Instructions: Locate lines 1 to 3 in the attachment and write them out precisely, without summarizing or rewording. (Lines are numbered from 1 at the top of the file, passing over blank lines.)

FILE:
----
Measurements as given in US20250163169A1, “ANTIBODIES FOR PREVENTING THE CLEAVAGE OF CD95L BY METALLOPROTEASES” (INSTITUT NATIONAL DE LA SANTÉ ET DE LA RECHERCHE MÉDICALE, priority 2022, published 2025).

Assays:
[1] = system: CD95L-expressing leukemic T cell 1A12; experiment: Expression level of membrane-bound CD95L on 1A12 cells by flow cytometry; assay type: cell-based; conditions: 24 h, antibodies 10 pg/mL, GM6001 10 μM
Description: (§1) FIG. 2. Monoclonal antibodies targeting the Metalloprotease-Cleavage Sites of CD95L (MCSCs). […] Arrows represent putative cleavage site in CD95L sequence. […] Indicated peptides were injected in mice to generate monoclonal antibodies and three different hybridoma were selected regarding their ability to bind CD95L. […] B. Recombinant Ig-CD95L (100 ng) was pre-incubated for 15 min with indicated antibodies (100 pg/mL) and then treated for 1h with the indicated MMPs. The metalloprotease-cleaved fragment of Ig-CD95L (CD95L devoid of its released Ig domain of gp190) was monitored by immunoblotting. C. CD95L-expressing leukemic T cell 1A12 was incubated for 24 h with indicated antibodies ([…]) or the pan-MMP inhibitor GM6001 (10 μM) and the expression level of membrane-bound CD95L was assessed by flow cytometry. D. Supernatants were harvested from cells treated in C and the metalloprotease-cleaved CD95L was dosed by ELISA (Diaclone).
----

Measurements as given in US20250163169A1, “ANTIBODIES FOR PREVENTING THE CLEAVAGE OF CD95L BY METALLOPROTEASES” (INSTITUT NATIONAL DE LA SANTÉ ET DE LA RECHERCHE MÉDICALE, priority 2022, published 2025).

Assays:
[1] = system: CD95L-expressing leukemic T cell 1A12; experiment: Expression level of membrane-bound CD95L on 1A12 cells by flow cytometry; assay type: cell-based; conditions: 24 h, antibodies 10 pg/mL, GM6001 10 μM